Beginning in the 1900s, local governments used zoning to regulate land use through racial zoning policies and restrictive covenants to prohibit African American’s from residing and, most cases, owning real property in many St. Louis neighborhoods. Ironically, the very policies that were intended to dissuade African American ownership interest, resulted in the Elleardsville neighborhood holding the distinct honor of housing the highest concentration of African American homeowners and residents in St. Louis history. The Elleardsville community, later referred to simply as, “The Ville”, forever shaped history and granted many African American families their first opportunity to experience home ownership.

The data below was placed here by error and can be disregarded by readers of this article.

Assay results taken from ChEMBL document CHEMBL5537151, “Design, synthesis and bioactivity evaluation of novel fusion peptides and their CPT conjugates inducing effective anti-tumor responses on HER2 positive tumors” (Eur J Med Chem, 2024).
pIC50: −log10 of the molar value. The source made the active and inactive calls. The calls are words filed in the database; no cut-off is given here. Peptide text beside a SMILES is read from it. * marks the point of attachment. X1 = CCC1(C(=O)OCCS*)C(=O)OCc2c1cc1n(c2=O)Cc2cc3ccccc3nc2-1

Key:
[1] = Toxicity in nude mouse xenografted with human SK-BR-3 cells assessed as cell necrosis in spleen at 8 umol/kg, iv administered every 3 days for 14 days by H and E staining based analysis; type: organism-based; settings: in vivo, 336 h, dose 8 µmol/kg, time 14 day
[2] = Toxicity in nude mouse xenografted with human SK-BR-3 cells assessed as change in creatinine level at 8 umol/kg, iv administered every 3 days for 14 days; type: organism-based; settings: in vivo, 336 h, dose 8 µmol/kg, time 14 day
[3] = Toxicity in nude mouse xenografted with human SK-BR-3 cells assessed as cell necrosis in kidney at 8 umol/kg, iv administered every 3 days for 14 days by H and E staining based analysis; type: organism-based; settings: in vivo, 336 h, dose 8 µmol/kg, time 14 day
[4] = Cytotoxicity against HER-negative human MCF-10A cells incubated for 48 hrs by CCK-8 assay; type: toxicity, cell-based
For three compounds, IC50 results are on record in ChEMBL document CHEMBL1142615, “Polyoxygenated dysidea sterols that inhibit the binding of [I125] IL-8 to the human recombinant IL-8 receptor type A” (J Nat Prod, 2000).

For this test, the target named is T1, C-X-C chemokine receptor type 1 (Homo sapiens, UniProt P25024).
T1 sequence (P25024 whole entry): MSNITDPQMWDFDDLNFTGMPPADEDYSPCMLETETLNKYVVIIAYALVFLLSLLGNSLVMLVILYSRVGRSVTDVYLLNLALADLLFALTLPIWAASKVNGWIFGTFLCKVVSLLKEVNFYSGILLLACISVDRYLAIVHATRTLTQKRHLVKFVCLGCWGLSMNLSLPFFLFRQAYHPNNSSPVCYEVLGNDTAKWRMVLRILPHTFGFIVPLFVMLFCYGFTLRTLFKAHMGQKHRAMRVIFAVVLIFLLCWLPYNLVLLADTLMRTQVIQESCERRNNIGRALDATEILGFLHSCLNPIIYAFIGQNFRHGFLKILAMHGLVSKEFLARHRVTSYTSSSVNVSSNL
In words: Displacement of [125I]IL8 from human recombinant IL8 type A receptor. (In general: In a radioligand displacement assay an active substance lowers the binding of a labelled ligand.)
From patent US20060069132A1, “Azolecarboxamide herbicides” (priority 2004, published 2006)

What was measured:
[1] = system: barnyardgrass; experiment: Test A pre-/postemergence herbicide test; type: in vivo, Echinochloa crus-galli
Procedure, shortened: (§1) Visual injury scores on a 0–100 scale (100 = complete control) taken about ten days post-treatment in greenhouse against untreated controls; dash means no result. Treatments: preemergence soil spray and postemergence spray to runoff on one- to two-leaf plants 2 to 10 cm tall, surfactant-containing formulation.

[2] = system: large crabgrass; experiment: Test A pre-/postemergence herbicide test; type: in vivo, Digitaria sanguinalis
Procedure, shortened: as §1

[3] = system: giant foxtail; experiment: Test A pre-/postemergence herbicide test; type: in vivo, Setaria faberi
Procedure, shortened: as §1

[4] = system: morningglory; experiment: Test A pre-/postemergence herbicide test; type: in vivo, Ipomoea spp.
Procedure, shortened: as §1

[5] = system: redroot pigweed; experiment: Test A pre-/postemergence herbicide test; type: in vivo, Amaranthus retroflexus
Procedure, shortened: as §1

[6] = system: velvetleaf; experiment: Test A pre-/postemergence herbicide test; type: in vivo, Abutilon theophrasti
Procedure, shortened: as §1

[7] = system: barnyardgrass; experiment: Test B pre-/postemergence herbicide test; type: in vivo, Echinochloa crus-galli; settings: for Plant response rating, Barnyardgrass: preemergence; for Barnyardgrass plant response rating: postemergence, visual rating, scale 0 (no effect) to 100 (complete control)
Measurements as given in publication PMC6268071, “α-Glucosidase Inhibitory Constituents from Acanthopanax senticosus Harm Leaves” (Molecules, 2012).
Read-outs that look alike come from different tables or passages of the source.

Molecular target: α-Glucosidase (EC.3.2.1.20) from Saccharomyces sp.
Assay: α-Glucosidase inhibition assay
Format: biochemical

In its heyday, The Ville was a well-established, delicately balanced African American community, described as both distinctively sophisticated and sustainable. The multifaceted, self-contained community offered a plethora of amenities, that were uncommon at the time for most non-white communities. The community was rich with churches, educational facilities, a nationally recognized training and trauma-level hospital, and several African American owned financial institutions. Residents could walk to work, attend church, and obtain a full education from grade school through college, all within a few blocks from the homes they owned.